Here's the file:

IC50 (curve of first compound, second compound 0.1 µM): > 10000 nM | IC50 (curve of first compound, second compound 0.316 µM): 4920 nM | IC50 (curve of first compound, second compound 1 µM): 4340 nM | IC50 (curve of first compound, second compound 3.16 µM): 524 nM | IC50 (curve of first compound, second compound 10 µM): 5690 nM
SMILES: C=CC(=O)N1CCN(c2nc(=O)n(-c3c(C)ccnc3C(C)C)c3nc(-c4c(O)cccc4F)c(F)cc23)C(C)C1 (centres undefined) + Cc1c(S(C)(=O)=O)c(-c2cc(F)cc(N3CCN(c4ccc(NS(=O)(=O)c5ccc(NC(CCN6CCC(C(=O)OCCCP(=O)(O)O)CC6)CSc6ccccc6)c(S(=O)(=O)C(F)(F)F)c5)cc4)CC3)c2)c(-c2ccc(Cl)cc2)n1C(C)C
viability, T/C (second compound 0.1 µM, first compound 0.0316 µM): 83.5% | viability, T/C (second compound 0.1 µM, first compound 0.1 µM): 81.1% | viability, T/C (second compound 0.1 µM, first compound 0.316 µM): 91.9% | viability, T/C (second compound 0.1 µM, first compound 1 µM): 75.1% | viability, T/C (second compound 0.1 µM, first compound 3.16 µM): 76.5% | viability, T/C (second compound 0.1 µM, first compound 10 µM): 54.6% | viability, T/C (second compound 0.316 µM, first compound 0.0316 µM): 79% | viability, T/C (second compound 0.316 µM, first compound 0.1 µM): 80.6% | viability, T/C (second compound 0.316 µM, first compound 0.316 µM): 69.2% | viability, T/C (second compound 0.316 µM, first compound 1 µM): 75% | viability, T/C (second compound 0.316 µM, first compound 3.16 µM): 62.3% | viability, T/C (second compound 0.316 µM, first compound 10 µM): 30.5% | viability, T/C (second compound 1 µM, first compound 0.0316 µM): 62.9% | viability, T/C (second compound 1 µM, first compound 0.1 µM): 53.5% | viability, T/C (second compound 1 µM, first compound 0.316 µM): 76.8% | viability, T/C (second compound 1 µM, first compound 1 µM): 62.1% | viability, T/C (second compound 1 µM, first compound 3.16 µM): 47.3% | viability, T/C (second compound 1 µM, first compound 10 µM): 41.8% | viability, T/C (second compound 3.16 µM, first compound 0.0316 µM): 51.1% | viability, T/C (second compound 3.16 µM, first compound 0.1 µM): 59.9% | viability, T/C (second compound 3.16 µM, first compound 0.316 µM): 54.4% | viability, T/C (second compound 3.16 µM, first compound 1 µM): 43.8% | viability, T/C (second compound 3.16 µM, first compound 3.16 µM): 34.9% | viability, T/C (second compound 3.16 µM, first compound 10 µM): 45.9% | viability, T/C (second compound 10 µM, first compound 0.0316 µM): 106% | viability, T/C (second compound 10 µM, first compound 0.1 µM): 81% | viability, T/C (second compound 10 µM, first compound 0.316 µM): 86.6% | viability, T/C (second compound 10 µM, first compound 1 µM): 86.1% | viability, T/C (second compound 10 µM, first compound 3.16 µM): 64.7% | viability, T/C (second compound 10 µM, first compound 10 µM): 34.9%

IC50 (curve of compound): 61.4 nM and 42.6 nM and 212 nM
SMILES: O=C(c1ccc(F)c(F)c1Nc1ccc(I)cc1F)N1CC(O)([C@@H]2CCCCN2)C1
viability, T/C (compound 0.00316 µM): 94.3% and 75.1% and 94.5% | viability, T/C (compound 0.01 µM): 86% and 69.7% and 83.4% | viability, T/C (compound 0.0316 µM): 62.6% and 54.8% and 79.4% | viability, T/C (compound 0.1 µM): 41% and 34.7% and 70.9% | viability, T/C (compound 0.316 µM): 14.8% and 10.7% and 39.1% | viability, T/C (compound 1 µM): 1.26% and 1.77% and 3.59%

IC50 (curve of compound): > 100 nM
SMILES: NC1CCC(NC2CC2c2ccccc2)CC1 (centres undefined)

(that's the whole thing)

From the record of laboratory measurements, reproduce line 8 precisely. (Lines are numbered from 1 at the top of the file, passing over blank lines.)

SMILES: NC1CCC(NC2CC2c2ccccc2)CC1 (centres undefined)